I’ve always wanted a proper HTPC, but so far it’s just been off-the-shelf media streamers for me. 1st it was the AC Ryan PlayOn HD, 2nd was the Xtreamer Sidewinder 3, but they were limited with their inability to display Hi10p videos (10bit color-coded videos usually used for anime), and proper SSA subtitles (also used in anime for animated/colorful subtitles).
Now that Intel came up with these NUC thingies, I thought it was about time to start tinkering. There wasn’t any stock available for the D54250WYK at Low Yat when I dropped by, so I had to make do with the D54250WYKH, the version with the 2.5″ drive slot. Threw in 8GB of RAM and a 1TB drive on there. A little excessive, but I have big plans for this thing. 🙂
In order to get XBMC onto this machine, I thought of putting on a proper Ubuntu installation on there, then loading XBMC on top of it. I had almost no problems installing Ubuntu 13.10 via USB thumb drive, until I reached the end. I couldn’t boot into the installed operating system, due to some files that the NUC was expecting that were in the wrong place. A firmware upgrade to version 24 fixed that (I didn’t upgrade to 25, as there were reports of issues booting from USB3.0).
At this point I’ll also have to mention that I have not been able to access the BIOS since bringing the NUC home (it tested fine at the shop). I don’t know if it’s due to my HDMI setup (it goes through a splitter to get the the AVR) or something else. There were times that I couldn’t get video, but I think that is also due to the HDMI stuff (a power cycle of the AVR and/or TV seemed to fix it).
Once Ubuntu (desktop) was up and running OK, I immediately installed XBMC (Frodo) on it through apt-get. I ran it manually, and liked how it looked, but… I couldn’t play any of the movies I tried. XBMC would just crash to the desktop each time I loaded a movie. It seemed like it might be an issue with the audio, so I tried tinkering around with the settings, but I wasn’t able to get it work. Seemed like I couldn’t get 5.1 sound via HDMI too, so I messed around with pulseaudio settings too, but alas to no favorable result.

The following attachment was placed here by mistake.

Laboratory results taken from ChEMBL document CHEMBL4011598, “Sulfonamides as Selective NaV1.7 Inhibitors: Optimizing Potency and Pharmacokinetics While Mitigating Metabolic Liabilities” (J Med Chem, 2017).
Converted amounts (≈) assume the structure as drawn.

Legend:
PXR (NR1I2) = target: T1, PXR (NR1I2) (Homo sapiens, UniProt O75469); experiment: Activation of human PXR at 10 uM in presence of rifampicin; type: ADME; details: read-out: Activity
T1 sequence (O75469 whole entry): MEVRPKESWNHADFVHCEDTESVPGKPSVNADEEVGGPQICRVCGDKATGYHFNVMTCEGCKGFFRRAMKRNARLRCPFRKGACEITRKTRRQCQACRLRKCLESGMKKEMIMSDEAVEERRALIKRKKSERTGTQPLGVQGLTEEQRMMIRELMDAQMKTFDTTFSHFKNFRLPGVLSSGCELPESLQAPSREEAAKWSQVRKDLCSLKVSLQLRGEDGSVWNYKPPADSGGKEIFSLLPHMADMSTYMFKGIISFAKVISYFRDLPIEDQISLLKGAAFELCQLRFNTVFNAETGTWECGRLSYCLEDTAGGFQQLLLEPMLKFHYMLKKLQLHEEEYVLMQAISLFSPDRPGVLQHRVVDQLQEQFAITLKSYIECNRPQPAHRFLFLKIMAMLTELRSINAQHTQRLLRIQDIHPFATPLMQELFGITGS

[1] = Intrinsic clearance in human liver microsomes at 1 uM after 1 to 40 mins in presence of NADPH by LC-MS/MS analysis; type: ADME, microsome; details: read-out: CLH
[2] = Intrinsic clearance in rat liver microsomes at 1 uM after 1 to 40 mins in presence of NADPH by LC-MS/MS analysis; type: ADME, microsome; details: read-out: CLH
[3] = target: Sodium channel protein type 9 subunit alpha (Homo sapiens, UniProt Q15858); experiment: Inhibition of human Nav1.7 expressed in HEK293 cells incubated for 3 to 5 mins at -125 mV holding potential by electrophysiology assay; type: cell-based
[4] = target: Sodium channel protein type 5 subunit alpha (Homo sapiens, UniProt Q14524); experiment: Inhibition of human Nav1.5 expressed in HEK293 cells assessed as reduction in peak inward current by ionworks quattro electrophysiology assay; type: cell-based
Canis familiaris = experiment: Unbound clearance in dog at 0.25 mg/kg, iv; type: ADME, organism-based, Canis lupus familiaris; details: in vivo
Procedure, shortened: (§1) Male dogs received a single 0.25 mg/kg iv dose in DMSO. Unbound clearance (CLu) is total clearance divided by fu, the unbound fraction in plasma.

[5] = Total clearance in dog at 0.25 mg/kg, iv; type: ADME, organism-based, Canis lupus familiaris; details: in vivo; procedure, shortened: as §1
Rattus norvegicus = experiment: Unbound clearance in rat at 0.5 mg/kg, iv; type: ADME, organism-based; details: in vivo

So I ditched that setup. Looked online and tried to do a minimal Ubuntu install instead. This makes more sense since I plan to run the NUC as mainly a server, with only a frontend to serve XBMC. I downloaded the mini version of 12.10 (decided to downgrade from 13.10, since HDMI issues were not experienced by me alone (should’ve read that before I started, but oh well)) and stuck that onto a thumb drive. The NUC would boot it, but it couldn’t recognize the NUC’s network adapter, which was needed to download some installation files. Scratch that, went with the 13.04 minimal version instead. Install went somewhat well: there were no errors or anything, but the downloads were sooo slow. It pretty much took an entire night. And the end result? It wouldn’t boot either. Bleh.
So last resort, was for me to use the XMBCbuntu distribution. XBMC and Ubuntu together in one shot. Went for Ubuntu 14.04 and the XBMC Gotham beta straight up. Installed like a charm. And the rest is pretty much history (macam cerita kawin pulak).
Well not quite. By default, RSS feeds are turned on by default, and this causes a massive drain on CPU time (about 50%; any scrolly text on XBMC seems to do this). Gotta turn it off to let it idle comfortably at 2-3% (and even that feels kinda high).